Health and Medicine People and Community

Health Foundation of South Florida partners with the University to reduce health inequities

A $1 million grant will support the University of Miami’s work in identifying and addressing barriers to good health in low-income neighborhoods.
An aerial view of the Shalala Student Center on Lake Osceola and Cobb Fountain, with the City of Coral Gables in the distance.

The University of Miami has received a $1 million grant from the Health Foundation of South Florida aimed at increasing the understanding of the root causes of health inequities in historically underserved communities and delivering community-based intervention programs that reduce disparities. 

The generous funding will create the Health Foundation of South Florida Community-Academic Collaborative (HFSF-CAC) across all the campuses of the University, including the Miller School of Medicine and UHealth – University of Miami Health System. 

“The University of Miami has a long history of conducting groundbreaking research on health disparities and equitable health care access,” said University of Miami President Julio Frenk.  “We are well positioned to take on this project, which will lead to exceptional evidence-based treatment for patients across different cultures and ethnicities. We are extremely grateful to the Health Foundation of South Florida for their generous support of this initiative and look forward to collaborating with them.” 

The collaboration will bring together multidisciplinary experts from across the University and the community to develop and implement innovative community-based programs that will identify and address the root causes of health inequity across South Florida. In addition to the University of Miami, the Health Foundation of South Florida also has awarded $1 million to Nova Southeastern University to address the same barriers in Broward County. 

“The Health Foundation of South Florida is incredibly proud to support these two universities in order to advance this critical work,” said Loreen Chant, president and chief executive officer of the Health Foundation of South Florida. “The quality of the partnerships they have forged and their commitment to both study and design solutions with the community is impressive. We believe this is groundbreaking for our region, and an important step toward informing, shaping, and implementing population health efforts that can ultimately help us achieve health equity.”

As part of the grant, both universities will forge partnerships and coordinate with regional health systems and community organizations to support the adoption of promising interventions. The University of Miami will partner with Jackson Health System, with which it has a longstanding history as the medical school’s primary teaching hospital, and with the Health Choice Network, a nationally recognized nonprofit that works with 25 health centers in Florida.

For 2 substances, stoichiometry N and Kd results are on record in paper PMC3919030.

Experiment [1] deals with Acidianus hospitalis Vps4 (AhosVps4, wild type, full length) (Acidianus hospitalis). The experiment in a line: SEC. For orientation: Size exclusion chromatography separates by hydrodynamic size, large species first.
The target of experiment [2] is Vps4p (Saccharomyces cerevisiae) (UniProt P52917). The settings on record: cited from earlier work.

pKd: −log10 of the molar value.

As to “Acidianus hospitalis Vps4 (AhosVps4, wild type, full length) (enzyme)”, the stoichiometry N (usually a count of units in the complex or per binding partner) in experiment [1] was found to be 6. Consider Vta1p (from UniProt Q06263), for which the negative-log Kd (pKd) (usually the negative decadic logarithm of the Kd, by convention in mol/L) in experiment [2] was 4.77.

“The unique partnerships we have in the community, especially with the Jackson Health System, will allow us to move this initiative forward in a meaningful and very significant way not only for the benefit of our patients but also for our medical students so that one day when they are in practice, they can carry this knowledge forward to better serve their communities,” said Dr. Henri Ford, dean and chief academic officer of the Miller School of Medicine. “We are anxious to work with our partners and with the Health Foundation to make a profound difference in reducing health inequities across South Florida and beyond.” 

The implementation and operation of the HFSF-CAC at the University will be directed by Erin Kobetz, vice provost for research and scholarship and the John K. and Judy H. Schulte Endowed Chair in Cancer Research. Kobetz has dedicated her career to creating partnerships and developing interventions that actualize opportunities to foster health equity in South Florida. She will oversee teams of researchers representing both the University and the community partners. These teams will identify areas of health disparities and then develop and implement data-driven interventions to address the needs. 

“The grant from the HFSF provides a unique opportunity for diverse stakeholders to work collaboratively to advance health equity,” explained Kobetz, who also serves as multiple principal investigator for the University’s Clinical Translational Science Institute. “This goal—which is central to the Foundation’s mission—requires a strategic commitment to leveraging the individual and collective assets of academic and community partners for sustainable social change,” she added. “The HFSF has made that commitment through these awards and the University of Miami is excited to be part of this transformative opportunity to improve health and health care access for South Florida.”

The HFSF-CAC will operate during the next three years.